Another giant document that Matt L got in an OIA request to NZTA and passed onto me is all about what’s called the “North Harbour Strategic Study”. Basically it just seems like NZTA trying to find a way to justify spending a huge chunk of money on building more motorways, but before we get onto that let’s take a look more broadly. This is the general area the study looked at:
In essence, the focus is largely on the interchanges of State Highway 1 with SH18 (Upper Harbour Highway) and the Albany Expressway/Greville Road.
A big debate on this blog over time has been the issue of whether it is politicians or the “transport experts” who are largely to blame for the auto-dependent decisions that we have been making over time, and continue to make. I know quite a few engineers get rather grumpy when bloggers on this site (and I think I’m particularly guilty of this) blame them, rather than the politicians. What I want to highlight through this post – using this North Harbour Strategic Study as an example, is how engineers and planners ‘frame’ the argument and present to the politicians something that looks like a compelling case – even when in reality approving large-scale expenditure on a project like what’s proposed in the study would actually go against most of the high level objectives Auckland’s trying to achieve.
To summarise: from time to time the corridor gets congested and because congestion in an unspeakable evil it’s necessary to widen the motorway and add more capacity. You almost know how this is going to turn out already. Though to give at least some credit where it’s due, at least the full problem definition makes some reference to public transport and to the severance effect SH18 currently has:
Somewhat strange that delays for buses using the Northern Busway after the proper busway peters out at Constellation isn’t also identified as a significant part of the problem. Though reading on a bit further, improving public transport through the study area is highlighted as a key objective for the project:
Different options for “solving” these “problems” are then put into various packages, with each package containing a number of different infrastructure interventions and often building on previous packages.
I think there’s been a slight error in the formatting of the list above. The difference between package 4 and 4a comes down to whether or not the SH1/SH17 interchange is fully grade separated, with 4a including the grade separation. Somewhat incredibly, none of the packages include a full busway upgrade along State Highway 1 between Constellation and Albany – even though this would seem to be the absolutely most necessary and no brainer transport upgrade needed in this whole area.
Unsurprisingly, package 3 is the most expensive option – as it involves a whole heap of flyovers and grade separation. Of course it also generates the greatest amount of benefits, so comes out with a cost-benefit ratio of 2.0: just on the cusp between a “medium” and “low” according to NZTA’s assessment methodology.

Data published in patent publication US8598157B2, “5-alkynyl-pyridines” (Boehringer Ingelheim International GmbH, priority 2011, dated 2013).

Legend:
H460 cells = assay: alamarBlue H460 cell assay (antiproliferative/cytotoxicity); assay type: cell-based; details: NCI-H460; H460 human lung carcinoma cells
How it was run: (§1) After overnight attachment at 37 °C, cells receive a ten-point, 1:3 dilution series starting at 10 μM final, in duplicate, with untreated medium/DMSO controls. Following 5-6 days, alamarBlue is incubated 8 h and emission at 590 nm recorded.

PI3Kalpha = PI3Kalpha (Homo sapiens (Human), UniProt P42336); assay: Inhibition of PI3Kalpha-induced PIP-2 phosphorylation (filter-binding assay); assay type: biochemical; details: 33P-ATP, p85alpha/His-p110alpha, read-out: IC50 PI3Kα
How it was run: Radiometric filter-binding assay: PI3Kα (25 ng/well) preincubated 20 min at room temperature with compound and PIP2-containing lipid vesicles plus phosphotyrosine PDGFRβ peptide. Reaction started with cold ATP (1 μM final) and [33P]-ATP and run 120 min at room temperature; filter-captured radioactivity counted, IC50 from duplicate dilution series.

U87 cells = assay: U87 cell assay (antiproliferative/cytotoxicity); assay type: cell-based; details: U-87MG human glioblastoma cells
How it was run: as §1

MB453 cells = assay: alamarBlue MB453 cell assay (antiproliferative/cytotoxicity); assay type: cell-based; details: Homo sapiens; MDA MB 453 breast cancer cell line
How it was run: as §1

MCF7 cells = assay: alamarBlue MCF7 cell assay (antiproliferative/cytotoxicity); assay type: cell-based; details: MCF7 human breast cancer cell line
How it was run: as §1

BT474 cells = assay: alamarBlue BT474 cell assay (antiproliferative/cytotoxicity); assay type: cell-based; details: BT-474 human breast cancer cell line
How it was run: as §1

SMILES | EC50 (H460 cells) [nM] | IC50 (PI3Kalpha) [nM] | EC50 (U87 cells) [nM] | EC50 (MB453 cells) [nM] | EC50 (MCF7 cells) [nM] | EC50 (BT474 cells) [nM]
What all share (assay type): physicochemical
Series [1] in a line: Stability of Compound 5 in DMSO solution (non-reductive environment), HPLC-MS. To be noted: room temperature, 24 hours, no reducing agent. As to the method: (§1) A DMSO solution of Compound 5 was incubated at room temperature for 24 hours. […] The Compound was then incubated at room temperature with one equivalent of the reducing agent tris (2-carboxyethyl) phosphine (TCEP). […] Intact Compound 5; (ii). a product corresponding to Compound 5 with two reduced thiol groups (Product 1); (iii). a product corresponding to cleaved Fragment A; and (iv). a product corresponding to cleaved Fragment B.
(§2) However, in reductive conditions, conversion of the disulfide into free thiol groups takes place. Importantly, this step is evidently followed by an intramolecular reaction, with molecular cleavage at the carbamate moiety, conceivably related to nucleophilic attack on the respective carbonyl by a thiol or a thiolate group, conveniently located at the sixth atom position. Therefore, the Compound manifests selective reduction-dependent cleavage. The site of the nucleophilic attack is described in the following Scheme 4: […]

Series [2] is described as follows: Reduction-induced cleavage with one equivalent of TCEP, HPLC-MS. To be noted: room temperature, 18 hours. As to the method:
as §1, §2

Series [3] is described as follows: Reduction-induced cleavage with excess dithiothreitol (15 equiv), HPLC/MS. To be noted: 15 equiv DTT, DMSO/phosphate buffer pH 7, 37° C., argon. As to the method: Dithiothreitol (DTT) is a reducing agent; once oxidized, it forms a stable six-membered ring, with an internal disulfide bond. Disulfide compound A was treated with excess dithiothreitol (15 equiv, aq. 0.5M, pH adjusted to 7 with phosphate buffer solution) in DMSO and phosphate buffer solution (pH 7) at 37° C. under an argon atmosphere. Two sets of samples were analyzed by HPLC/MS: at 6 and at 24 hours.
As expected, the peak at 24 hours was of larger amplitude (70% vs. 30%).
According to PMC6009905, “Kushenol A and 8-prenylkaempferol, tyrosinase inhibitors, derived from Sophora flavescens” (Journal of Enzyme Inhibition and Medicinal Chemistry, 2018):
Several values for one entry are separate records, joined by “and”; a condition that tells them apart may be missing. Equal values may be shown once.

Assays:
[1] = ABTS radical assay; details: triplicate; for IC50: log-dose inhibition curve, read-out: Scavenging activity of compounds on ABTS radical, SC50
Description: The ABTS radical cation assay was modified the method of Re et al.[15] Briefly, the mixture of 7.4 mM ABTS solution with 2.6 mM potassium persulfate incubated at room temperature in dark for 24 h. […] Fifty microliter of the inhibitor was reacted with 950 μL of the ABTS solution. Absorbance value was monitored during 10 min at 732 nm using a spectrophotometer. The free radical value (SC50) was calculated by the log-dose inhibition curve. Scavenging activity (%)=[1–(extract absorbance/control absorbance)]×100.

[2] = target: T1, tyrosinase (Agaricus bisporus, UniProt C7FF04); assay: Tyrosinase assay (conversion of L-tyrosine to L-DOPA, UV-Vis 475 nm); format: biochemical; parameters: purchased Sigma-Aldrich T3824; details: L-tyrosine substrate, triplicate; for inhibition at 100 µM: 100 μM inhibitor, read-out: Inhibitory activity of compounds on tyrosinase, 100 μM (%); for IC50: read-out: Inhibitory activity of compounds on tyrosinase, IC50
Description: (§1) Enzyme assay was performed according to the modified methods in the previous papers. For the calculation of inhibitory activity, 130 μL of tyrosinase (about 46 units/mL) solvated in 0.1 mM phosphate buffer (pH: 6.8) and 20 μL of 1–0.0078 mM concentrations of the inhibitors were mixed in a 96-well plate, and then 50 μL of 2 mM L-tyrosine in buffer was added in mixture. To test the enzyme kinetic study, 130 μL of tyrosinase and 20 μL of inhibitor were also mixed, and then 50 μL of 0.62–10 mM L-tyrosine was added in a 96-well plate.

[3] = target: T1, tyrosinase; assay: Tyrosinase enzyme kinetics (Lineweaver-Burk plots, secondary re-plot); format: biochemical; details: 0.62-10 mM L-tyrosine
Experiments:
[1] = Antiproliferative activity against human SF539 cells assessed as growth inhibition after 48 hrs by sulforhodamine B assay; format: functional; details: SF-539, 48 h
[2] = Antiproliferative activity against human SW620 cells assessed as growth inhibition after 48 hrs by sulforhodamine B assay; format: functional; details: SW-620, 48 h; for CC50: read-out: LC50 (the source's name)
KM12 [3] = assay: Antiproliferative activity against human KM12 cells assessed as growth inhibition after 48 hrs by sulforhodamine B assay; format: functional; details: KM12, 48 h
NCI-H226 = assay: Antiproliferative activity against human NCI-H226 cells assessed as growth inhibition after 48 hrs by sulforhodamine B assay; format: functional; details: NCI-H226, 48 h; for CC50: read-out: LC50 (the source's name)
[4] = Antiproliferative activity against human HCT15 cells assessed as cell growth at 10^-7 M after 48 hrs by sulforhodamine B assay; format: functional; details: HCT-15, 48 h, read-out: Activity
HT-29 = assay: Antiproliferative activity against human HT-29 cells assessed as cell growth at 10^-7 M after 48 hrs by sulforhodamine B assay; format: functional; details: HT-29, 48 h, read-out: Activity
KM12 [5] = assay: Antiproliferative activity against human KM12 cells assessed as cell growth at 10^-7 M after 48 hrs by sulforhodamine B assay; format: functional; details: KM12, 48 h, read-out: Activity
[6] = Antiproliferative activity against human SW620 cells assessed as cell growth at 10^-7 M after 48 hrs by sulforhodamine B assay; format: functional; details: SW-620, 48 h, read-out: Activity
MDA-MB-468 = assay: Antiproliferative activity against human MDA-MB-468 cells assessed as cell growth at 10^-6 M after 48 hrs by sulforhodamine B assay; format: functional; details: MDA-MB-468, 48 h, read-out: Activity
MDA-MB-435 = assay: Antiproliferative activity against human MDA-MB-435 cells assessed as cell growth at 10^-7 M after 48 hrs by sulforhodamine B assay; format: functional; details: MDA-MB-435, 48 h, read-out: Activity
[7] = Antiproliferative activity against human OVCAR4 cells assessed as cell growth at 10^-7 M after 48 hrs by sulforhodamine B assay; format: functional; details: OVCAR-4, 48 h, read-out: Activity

Packages 3 and 4a, with the main difference between the two seeming to be access to Paul Matthews Drive, are concluded to be the two preferred options to take forward into the future.
The small text is a bit tricky to read but the it seems the basic approach is a full motorway-to-motorway interchange plus west-facing on and off-ramps from a realigned Paul Matthews Road. Paul Matthews Road then ducks under SH18 to connect with the existing Constellation Drive. Also of note is mention of extending the Northern Busway as just a possible future project.
It seems the basic approach here is just to whack a couple of additional giant flyovers above the existing interchange to remove any conflicting movements from traffic heading to or from the Albany Expresway.
Reading through all the details of large projects like this, and seeing cost-benefit ratios that seem relatively good – it’s easy to find yourself seduced into thinking that this is a worthwhile project. You can see how the actual decision-makers would be going “well it does seem to fix a congestion point, it does seem reasonably good value for money…” and so forth. But really when you take a step back and think about it:
- It’s not far off half a billion dollars to build a tiny bit of additional motorway and a couple of fancy interchanges
- All those flyovers and interchanges are probably going to be massively ugly and further create severance between different parts of the study area
- The project can’t even bring itself to recommend improved bus shoulder lanes, let alone an extension to the Northern Busway that might actually reduce traffic pressure on State Highway 1
- While there is quite a lot of discussion in the report about PT connections to the west via SH18, they are highlighted as really only being suitable “some point in the future”. So the same old “yeah we’ll do PT one day but let’s build all these roads first” ideology
I’m not quite sure where this study has ended up or whether this project is still a priority for NZTA. While I can see how annoying it must be to have just that last little bit of the Western Ring Route not quite at motorway standard (once the Waterview tunnel is built), that seems a fairly small problem to require a half billion dollar solution. Plus without a decent PT component, this would be another half billion dollars further entrenching Auckland’s car dependency.